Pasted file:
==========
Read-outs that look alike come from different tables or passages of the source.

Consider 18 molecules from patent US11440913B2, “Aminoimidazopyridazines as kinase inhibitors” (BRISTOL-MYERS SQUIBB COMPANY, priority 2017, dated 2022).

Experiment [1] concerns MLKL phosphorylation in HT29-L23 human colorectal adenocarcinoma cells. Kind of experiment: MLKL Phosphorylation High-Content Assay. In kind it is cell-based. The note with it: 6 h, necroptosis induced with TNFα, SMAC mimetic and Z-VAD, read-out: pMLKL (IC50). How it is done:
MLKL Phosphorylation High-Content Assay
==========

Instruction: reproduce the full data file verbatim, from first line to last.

Read-outs that look alike come from different tables or passages of the source.

Consider 18 molecules from patent US11440913B2, “Aminoimidazopyridazines as kinase inhibitors” (BRISTOL-MYERS SQUIBB COMPANY, priority 2017, dated 2022).

Experiment [1] concerns MLKL phosphorylation in HT29-L23 human colorectal adenocarcinoma cells. Kind of experiment: MLKL Phosphorylation High-Content Assay. In kind it is cell-based. The note with it: 6 h, necroptosis induced with TNFα, SMAC mimetic and Z-VAD, read-out: pMLKL (IC50). How it is done:
MLKL Phosphorylation High-Content Assay